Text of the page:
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Cash not only holds its value in the short term when nothing else will, it’s a powerful tool to buy other assets.

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Cash, considered to be a drag on portfolios when stock markets are booming, turns out to be not just a lifesaver in bear markets, but a tool to buy assets when their prices crumble. The trouble is that holding on to cash too long wrecks its value, making it a depreciating asset. For many financial advisors and investors, how much cash to hold on to is a question about the cost of waiting. It’s a tactical tool, but a potentially expensive one.

Warren Buffett wrote in his annual letter to Berkshire Hathaway Inc. shareholders in March that the company was holding on to US$137-billion in cash, waiting for opportunities to pounce on. For Mr. Buffett, cash is a zero-cost option. It not only holds its value in the short term when nothing else will, it’s a powerful tool to buy other assets.

Alternatives to cash as sources of bedrock value don’t always work. For example, gold is a commodity that wobbles in value – lately between US$1,600 and US$1,700 an ounce. And interest-bearing low-risk assets such as government bonds may yield more than cash if they have long maturities. The default risk of sovereign bonds such as U.S. Treasury and Government of Canada issues is considered to be zero. Yet, bonds’ value can fluctuate before maturity, rising when interest rates fall and dropping when interest rates rise. All sovereign bonds provide shelter from stock market chaos, but issues with maturities of more than a few months are subject to price vulnerabilities. They’re not cash.

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Cash can be considered an asset class of its own with zero volatility. A dollar is a dollar, after all. But there are other ways to hedge the risk of changes in an asset’s price than tying up huge sums in cash, says Chris Kresic, head of fixed income and asset allocation and portfolio manager, fixed income, at Jarislowsky Fraser Ltd. in Toronto.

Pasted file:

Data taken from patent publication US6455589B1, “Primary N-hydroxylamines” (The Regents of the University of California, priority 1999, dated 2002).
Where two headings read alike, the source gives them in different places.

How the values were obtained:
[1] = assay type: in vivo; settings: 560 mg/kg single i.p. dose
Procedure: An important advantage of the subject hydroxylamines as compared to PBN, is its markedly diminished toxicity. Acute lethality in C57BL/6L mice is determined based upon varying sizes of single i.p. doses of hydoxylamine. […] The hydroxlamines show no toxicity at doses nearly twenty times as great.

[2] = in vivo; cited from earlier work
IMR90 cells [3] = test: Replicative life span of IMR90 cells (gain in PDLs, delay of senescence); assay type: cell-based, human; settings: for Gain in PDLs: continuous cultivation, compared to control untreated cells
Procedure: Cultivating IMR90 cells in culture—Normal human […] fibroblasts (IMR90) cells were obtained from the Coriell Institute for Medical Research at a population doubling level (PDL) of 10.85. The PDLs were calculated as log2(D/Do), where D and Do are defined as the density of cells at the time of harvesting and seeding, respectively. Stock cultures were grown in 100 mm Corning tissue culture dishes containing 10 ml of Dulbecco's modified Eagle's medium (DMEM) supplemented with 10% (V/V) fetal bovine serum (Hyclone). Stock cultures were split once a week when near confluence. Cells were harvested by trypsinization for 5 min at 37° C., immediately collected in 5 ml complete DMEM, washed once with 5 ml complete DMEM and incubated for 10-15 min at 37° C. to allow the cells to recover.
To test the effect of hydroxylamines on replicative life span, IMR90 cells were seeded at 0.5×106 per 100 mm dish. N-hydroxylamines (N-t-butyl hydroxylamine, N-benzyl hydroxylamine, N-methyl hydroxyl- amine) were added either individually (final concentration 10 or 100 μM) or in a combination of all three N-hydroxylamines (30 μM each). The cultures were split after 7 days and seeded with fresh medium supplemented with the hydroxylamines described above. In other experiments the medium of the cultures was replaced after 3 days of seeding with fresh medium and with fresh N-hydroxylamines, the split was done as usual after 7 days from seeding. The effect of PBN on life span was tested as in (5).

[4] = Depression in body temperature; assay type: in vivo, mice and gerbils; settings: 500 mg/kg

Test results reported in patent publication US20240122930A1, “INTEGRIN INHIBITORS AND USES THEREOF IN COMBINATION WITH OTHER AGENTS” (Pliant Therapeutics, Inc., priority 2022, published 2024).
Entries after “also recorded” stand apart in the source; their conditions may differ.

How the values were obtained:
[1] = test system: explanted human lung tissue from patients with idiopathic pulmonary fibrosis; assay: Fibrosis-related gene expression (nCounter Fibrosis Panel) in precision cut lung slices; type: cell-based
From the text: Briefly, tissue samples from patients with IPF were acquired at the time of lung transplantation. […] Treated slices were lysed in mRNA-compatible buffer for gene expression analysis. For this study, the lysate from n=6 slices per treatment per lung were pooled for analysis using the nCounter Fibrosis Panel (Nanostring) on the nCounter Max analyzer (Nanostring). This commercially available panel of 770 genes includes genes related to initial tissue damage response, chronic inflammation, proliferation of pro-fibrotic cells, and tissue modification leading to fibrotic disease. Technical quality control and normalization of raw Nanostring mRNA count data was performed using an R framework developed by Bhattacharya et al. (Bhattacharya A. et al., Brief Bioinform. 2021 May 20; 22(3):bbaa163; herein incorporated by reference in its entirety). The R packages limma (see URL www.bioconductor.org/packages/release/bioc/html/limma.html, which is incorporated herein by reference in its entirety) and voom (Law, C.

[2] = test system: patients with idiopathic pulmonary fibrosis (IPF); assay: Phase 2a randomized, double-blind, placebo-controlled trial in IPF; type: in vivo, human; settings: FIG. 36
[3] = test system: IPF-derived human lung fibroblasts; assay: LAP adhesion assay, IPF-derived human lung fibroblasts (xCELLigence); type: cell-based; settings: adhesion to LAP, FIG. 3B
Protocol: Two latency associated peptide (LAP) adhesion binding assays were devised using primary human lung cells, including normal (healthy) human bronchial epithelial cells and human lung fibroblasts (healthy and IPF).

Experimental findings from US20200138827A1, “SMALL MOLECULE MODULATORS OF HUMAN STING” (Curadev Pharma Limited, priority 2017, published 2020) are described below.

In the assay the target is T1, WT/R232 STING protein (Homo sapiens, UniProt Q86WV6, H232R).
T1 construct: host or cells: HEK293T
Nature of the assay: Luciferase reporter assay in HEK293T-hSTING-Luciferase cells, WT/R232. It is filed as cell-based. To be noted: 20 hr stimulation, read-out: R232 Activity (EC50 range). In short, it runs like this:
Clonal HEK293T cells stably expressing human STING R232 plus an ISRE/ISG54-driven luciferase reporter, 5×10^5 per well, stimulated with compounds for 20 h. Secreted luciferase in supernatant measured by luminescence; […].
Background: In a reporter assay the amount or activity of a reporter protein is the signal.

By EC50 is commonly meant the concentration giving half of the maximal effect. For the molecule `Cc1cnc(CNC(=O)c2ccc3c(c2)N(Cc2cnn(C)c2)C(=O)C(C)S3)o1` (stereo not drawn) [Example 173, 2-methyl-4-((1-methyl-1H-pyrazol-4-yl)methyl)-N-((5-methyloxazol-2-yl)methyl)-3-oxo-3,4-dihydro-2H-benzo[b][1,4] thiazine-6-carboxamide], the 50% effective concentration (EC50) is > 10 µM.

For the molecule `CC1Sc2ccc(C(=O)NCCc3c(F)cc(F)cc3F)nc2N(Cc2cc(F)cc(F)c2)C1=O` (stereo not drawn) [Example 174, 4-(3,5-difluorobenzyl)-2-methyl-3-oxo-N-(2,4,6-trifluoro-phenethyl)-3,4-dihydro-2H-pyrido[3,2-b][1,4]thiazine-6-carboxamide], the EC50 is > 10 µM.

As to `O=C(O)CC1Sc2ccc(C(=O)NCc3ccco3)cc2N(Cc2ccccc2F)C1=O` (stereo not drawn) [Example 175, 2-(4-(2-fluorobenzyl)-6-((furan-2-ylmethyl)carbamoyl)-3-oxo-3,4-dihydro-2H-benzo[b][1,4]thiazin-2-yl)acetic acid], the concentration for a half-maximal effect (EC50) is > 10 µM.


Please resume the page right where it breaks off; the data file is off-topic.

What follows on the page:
“The cost of holding cash is an insurance charge that you only realize if other asset classes gain on cash. That is a volatility cost because it puts a price on doing nothing with your cash. You can hedge volatility with the volatility index, the VIX, adding to that index position when volatility is low and the VIX is cheap and selling the position when volatility and the VIX are high, but if you get that wrong, then you lose money,” he says.

Still, cash has its seasons just like other assets. Its value depends on the rate of inflation. If inflation is high, cash loses value rapidly. If it’s low, cash loses value slowly. And if prices should decline in deflation, then cash gains buying power and becomes a very desirable asset not just as parking spot, but as an investment of its own.

“Deflation creates an incentive to save more,” says Avery Shenfeld, managing director and chief economist at CIBC Capital Markets in Toronto. “Bond yields are so low now that having more cash than what one might usually have is attractive.”

But if inflation, currently at 0.9 per cent in Canada, picks up again, as many experts are predicting, then cash will start to depreciate. That means the opportunity cost of doing nothing will turn into a real loss of power to buy consumer goods or conventional investments like stocks and bonds, says James Orlando, senior economist at Toronto-Dominion Bank in Toronto. “Over the long term, cash is not a zero-cost option. It’s a money losing asset.”

Jeremy Siegel, an economist at the Wharton School at the University of Pennsylvania, has shown that for periods of just one year, stocks outperformed U.S. Treasury bills, a proxy for cash, 62 per cent of the time in the 200-year period ended 2012. That includes the stock market meltdown that took place during the financial crisis in 2008-09. For periods of 10 years, stocks beat Treasury bills 69 per cent of the time. And for periods of 30 years, stocks beat Treasury bills 91 per cent of the time. Clearly, time is the measure of value in portfolio management.

The question comes down to how much cash to hold on to for given periods. That can be answered by an investor’s own asset allocation policy, says Charles Marleau, president and senior portfolio manager at Palos Management Inc. in Montreal. “If you have a 25/75 bond to stock allocation, you should stick with it. If you get some cash, invest it according to your allocation.”

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In his view, cash is a tool to maintain asset balance in portfolios. Seen in that light, the opportunity cost of cash ceases to be a cost of foregone investments in other asset classes. It becomes a way of putting money into other classes that have outperformed cash over decades.

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